Englert to screen two films celebrating the Mill — one made at its peak, another since its demolition

Last Night at the Mill

Englert Theatre, Friday, Sept. 23, 7:30 p.m., $10–20

The western wall of the Mill in 2020. — Matt Steele/Little Village

For those still mourning the loss of Iowa City’s beloved, iconic venue the Mill, this one’s for you! Come out to the Englert on Friday, Sept. 23 to sit back and reminisce on the venue that impacted so many. There’s going to be a screening of the Last Night at the Mill, a concert film created by filmmaker Dave Olive in 2003, and a showing of University of Iowa students Daniel Huyer and Grace Keber’s short film, Remembering the Mill.

The Mill’s history begins in the 1960s, originally opening as a coffee shop in 1962. Ten years later, it moved to its well-known spot on Burlington Street. In the early days, the venue was a folk music club that allowed primarily bluegrass and acoustic artists to play. As time went on, the Mill expanded to booking a variety of genres and began to host non-music-related events such as literary readings and political meet-ups. It’s also been a popular festival venue, hosting acts for Mission Creek, the Floodwater Comedy Festival and more.

Throughout the years, the ownership changed only once, in 2003. Keith Dempster retired and Marty Christensen and Dan Ouverson became the new owners. Olive’s film captures the Mill’s 40th anniversary and Dempster’s retirement celebration. That evening, musicians Greg Brown, Bo Ramsey, Rick Cicalo and Dave Zollo came together for an intimate performance.

Olive described his film as primarily a music documentary, capturing “a very vibrant performance.” He frequented the Mill in the ’70s when he was a student at the UI. “My film doesn’t really deal with the Mill being torn down or anything like that,” Olive said. “I was focusing on the music, which I thought was really good.”

When Olive approached the Englert asking if they’d like to do a showing of the film, it was around the same time that the building was being demolished. Brian Johannesen, a local musician and the senior programming manager at the Englert, said the film does an excellent job highlighting the fact the Mill was always more than just a music venue.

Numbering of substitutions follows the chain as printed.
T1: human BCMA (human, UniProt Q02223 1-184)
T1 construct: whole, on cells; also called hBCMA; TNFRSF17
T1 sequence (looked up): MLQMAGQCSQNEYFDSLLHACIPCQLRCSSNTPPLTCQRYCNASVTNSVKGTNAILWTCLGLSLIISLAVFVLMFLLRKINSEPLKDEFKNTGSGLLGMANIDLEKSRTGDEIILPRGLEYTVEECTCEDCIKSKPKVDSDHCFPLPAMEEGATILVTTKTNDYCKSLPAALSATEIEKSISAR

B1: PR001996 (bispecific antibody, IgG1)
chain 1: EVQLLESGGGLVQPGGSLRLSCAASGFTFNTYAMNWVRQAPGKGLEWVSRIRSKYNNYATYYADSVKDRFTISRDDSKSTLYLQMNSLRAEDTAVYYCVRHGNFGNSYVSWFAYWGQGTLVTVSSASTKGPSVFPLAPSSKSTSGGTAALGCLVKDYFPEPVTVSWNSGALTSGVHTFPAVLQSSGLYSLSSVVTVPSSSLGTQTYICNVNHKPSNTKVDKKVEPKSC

“Even though this film takes place long before I ever moved to Iowa City,” Johannesen said, “that same vibe of community, respect and love that I experienced at the Mill is alive in the film.”

In addition to Olive’s doc, a short film produced last spring by students at the Daily Iowan will be presented. Remembering the Mill highlights the venue’s history and stories from community members. It was created in 2022 in response to the Mill’s closure during the pandemic. The DI’s film, which features archival footage and interviews, complements and gives context to Olive’s concert film. Presented together, the two films will undoubtedly honor the Mill one last time — showing its impact on the Iowa City arts community and perhaps even offering closure to audience members.

Video still from ‘Last Night at the Mill’ (2003)
The Mill audiences listen to a reading during the 2019 Mission Creek Festival. — Zak Neumann/Little Village

This article was originally published in Little Village issue 310.